Create a time capsule! You decide when the opening date will be—one year, five years, etc. It can be fun for kids to think of something special they’d like to put in a capsule, then reflect back on it in the future. Parents, you can include extended family by sending an email of questions for them to answer in reply. Opening the time capsule this time next year or even in five years can offer fun reflection. “Time capsules allow us to step back from our complex and often overwhelming present to sketch its essential outlines,” says Nick Yablon, an associate professor of history at the University of Iowa and author of “Remembrance of Things Present: The Invention of the Time Capsule.” “By adopting the perspective of the future recipients, we acquire a kind of distance from the present that allows us to attempt to summarize, or historicize, it.” Here’s a template you can use.
- Make eco-friendly confetti to unleash at midnight.
You can also still watch the famous New Year’s ball drop in Times Square. It might look a little different with no celebrating crowds, but it will be streamed online for all to see.
Look forward as a family
It almost seems as though it’s tradition to make New Year’s resolutions, only to break them by February 1st. While that’s true of a lot of resolutions, there are some things you can do to create a more meaningful outlook for your year.
Resolutions often go wrong because they’re not really a plan. They state a desired outcome, but don’t include the steps needed to get you there. As Anton de Saint-Exupery is credited with saying, “a goal without a plan is just a wish.”
As a family, set goals rather than resolutions and make a plan to achieve them. Make them as specific as possible and include an intended timeline. If you’re saying, “We want to visit Zion National Park in the summer,” you’d create a clear, written plan. When in the summer? What needs to be organized to make it happen? Can you book now? If your kids are old enough, they could take responsibility for some of the planning.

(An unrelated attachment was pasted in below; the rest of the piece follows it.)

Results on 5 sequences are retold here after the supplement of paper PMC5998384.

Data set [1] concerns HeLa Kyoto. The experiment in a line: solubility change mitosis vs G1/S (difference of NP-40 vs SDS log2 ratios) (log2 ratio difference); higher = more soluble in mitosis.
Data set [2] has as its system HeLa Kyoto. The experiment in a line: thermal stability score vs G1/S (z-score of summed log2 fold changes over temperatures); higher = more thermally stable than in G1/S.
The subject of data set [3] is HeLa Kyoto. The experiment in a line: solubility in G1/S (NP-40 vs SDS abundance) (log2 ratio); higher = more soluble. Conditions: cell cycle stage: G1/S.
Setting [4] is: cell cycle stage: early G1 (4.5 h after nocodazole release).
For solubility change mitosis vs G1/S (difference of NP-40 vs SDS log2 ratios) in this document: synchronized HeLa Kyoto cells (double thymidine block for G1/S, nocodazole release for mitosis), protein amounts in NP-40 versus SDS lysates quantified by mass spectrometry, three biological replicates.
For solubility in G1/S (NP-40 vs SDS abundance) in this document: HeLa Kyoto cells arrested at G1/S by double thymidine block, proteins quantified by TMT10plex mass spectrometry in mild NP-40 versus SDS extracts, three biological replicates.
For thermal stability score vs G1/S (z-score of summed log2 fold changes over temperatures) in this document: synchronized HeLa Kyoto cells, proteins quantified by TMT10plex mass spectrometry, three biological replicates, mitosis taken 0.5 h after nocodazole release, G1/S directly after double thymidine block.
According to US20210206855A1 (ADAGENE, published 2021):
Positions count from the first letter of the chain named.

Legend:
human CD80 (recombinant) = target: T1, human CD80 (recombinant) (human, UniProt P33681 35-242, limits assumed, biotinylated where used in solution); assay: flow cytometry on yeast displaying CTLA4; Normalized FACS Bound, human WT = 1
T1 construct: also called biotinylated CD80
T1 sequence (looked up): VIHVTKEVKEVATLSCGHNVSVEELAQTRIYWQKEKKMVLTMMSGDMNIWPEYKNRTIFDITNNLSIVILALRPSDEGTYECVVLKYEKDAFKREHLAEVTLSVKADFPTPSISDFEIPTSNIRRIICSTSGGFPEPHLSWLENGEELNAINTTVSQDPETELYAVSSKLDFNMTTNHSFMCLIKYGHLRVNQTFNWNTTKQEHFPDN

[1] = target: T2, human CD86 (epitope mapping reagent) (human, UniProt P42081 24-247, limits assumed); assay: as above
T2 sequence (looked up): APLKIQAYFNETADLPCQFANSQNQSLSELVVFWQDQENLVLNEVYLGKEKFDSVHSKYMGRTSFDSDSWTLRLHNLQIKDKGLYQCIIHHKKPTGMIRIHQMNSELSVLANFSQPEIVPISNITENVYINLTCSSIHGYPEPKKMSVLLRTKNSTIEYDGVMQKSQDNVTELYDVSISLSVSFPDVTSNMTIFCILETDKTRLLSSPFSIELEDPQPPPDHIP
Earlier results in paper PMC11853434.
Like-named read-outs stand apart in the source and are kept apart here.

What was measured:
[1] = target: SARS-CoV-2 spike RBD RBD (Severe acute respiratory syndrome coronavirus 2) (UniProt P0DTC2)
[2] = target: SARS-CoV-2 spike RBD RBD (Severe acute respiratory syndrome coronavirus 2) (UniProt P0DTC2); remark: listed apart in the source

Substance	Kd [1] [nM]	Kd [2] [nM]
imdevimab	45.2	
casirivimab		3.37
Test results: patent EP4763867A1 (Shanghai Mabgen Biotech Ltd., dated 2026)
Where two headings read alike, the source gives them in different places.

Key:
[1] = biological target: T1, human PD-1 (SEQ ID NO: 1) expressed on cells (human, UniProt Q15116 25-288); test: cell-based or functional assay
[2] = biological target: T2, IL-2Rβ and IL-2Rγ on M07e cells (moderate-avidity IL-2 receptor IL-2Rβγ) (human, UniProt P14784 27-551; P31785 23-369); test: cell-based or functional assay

One idea is to make a family “bucket list” for 2021. Some questions to prompt that list include:
- Where do we want to go outdoors?
- Who do we want to see?
- What new adventures do we want to have?
- What activities do we want to try?
- Where do we want to go indoors? (For example, museums - if 2021 allows!)
- What books do we want to read together?
- What do we want to learn together?
Of course, you can do all of these things both as a family unit, and as individuals. It’s great for kids to think about what they want to aim for themselves - “I want to learn to draw horses” or “I want to read Harry Potter.”
One of the great things about going through a goal-setting exercise together is that it’s empowering. You can show kids that they really can make things happen if they come up with a plan.
As a final note, we’d suggest not making a huge list of goals for the family or with kids, especially if it’s a relatively new exercise. Start with two or three achievable goals and go through the steps to attain them; this can be enough to show kids that goal-setting does work. You don’t want to teach them that New Year’s is about a huge resolution list with no follow-through! Put your goals up somewhere visible so you can mark off progress for all to see.
From all of us here at Hold The Magic, we wish you more happiness for the New Year and a magical 2021. And we hope you enjoy some safe, quality time with your family.